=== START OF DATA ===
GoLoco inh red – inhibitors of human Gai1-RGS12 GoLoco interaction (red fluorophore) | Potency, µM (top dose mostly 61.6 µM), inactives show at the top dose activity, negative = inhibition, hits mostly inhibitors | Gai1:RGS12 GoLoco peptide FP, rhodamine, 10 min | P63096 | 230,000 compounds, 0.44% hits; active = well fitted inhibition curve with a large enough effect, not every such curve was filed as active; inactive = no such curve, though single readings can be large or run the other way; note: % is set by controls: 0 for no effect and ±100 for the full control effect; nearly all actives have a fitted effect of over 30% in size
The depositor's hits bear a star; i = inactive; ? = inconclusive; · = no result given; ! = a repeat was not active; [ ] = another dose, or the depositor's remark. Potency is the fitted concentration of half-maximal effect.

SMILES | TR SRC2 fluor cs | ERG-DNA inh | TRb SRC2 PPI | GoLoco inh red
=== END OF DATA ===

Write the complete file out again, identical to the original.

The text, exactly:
GoLoco inh red – inhibitors of human Gai1-RGS12 GoLoco interaction (red fluorophore) | Potency, µM (top dose mostly 61.6 µM), inactives show at the top dose activity, negative = inhibition, hits mostly inhibitors | Gai1:RGS12 GoLoco peptide FP, rhodamine, 10 min | P63096 | 230,000 compounds, 0.44% hits; active = well fitted inhibition curve with a large enough effect, not every such curve was filed as active; inactive = no such curve, though single readings can be large or run the other way; note: % is set by controls: 0 for no effect and ±100 for the full control effect; nearly all actives have a fitted effect of over 30% in size
The depositor's hits bear a star; i = inactive; ? = inconclusive; · = no result given; ! = a repeat was not active; [ ] = another dose, or the depositor's remark. Potency is the fitted concentration of half-maximal effect.

SMILES | TR SRC2 fluor cs | ERG-DNA inh | TRb SRC2 PPI | GoLoco inh red